In a Zero-Trust World, You Can Trust Okta Stock to Deliver Value

As hackers become more sophisticated, businesses must upgrade their cybersecurity technology or risk imminent and potentially catastrophic data breaches. The need for cloud-based security applications is likely to grow exponentially, making Okta (NASDAQ:OKTA) stock a prime candidate for a medium- or long-term position.

In a Zero-Trust World, You Can Trust Okta Stock to Deliver Value

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Okta’s suite of identity-management tools are a cut above the rest because the company has embraced the zero-trust concept, which may already be superseding traditional security models. Focusing on a trustless approach to data breaches is a smart, forward-thinking business model — and Okta’s early stake in this domain could benefit clients and shareholders alike.

A New Approach to Security

Research firm Gartner estimated 2019’s global spending on cybersecurity to reach $124 billion, a figure that’s very likely to increase over time as stealing intellectual property, individual and corporate identities, and credit-card data remains a profitable albeit nefarious endeavor. Oftentimes, hackers will insert malware (sometimes known as ransomware) into businesses’ networks, thereby blocking them from their own data. After that, they’ll demand payment to let the businesses regain access to the data.

That’s already pretty shocking, but get ready for the real kicker: sometimes the culprit is a company insider. Thus, the traditional cybersecurity model — which focuses on keeping hackers out of a network while trusting the network’s insiders — might not be effective in this day and age. In other words, an old-school network firewall just doesn’t cut it anymore.

In contrast, the zero-trust approach is when everyone’s identity is verified regardless of whether they’re inside or outside of the network. No one is trusted because it’s assumed that a hacker would have already stolen someone’s identity or credentials and found a way past the firewall and into the network. Moreover, a zero-trust model means that no one should be given access to the entire network; rather, a participant is only granted access to specific areas on a need-to-know basis.

Bet on Okta, Not on Trust

It’s a shame that businesses can’t fully trust their own associates, but that’s the reality of the situation and security technology must reflect it. Indeed, as Bank of America analyst Tal Liani explains, the shift to trustless authentication marks a new paradigm in security tech: “We are entering a ‘zero-trust’ era in cybersecurity where everything must be authenticated, authorized and tracked.”

Similarly, Credit Suisse analyst Brad Zelnick views trustless tech as the wave of the future. Or, more accurately, a necessity of the present: “The modern world demands ‘zero trust’ approaches to security, which in turn are predicated on effective Identity and Access Management (IAM) to ensure every user and entity is permissioned, authenticated, and entitled per defined policies and constraints.”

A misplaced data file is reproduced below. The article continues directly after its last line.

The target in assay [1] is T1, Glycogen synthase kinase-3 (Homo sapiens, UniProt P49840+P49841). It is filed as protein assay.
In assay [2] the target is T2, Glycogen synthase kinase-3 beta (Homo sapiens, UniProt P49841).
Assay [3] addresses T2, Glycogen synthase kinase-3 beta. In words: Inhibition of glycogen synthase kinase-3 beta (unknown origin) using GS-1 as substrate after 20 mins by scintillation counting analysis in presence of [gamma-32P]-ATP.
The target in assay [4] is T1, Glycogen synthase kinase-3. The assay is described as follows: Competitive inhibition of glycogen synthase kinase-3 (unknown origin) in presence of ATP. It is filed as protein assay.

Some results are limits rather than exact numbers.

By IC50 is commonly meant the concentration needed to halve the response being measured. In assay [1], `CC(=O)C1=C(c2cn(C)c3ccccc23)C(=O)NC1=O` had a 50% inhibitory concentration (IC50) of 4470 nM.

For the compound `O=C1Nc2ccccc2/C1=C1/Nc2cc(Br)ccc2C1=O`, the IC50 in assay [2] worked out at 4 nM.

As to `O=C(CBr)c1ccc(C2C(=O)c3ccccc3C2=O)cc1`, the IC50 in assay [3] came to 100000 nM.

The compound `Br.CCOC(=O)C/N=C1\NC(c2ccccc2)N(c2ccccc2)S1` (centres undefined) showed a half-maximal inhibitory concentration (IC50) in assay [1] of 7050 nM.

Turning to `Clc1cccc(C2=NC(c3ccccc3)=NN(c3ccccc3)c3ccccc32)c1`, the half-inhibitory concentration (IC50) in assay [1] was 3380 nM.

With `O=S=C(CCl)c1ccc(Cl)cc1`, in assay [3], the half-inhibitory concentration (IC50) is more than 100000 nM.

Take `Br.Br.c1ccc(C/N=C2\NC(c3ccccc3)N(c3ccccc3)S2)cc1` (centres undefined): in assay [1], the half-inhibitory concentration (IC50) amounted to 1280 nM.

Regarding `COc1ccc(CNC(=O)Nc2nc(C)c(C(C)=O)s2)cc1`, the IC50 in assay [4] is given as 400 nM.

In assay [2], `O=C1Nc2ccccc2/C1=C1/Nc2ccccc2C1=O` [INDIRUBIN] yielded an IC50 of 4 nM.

Zelnick specifically names Okta as a pure-play vendor and a beneficiary in this burgeoning zero-trust movement, while Needham analyst Alex Henderson reminds us that the company is already well positioned on the cybersecurity-cloud axis: “We continue to believe that Okta is becoming the de facto leader in cloud identity and see identity as a crucial element of Zero Trust network architectures, which we view as the future of security.”

I tend to concur, and I’m encouraged by Okta’s recent announcement of cloud-architecture veteran Craig Weissman as the company’s new chief architect. Weissman brings over 20 years of experience in the field, including a nine-year stint working at Salesforce (NYSE:CRM), which he participated in the build-out of the company’s enterprise cloud platform.

The Final Word on Okta Stock

As I see it, Okta already secured the pole position in cloud-based identity-authentication architecture; now, it’s quickly earning a sizable market share in zero-trust security applications. Hence, it’s a no-brainer to assign Okta a “B” rating.

Even if we can’t always trust our associates, at least we can trust in the growth of this company.

Louis Navellier had an unconventional start, as a grad student who accidentally built a market-beating stock system — with returns rivaling even Warren Buffett. In his latest feat, Louis discovered the “Master Key” to profiting from the biggest tech revolution of this (or any) generation. Louis Navellier may hold some of the aforementioned securities in one or more of his newsletters.

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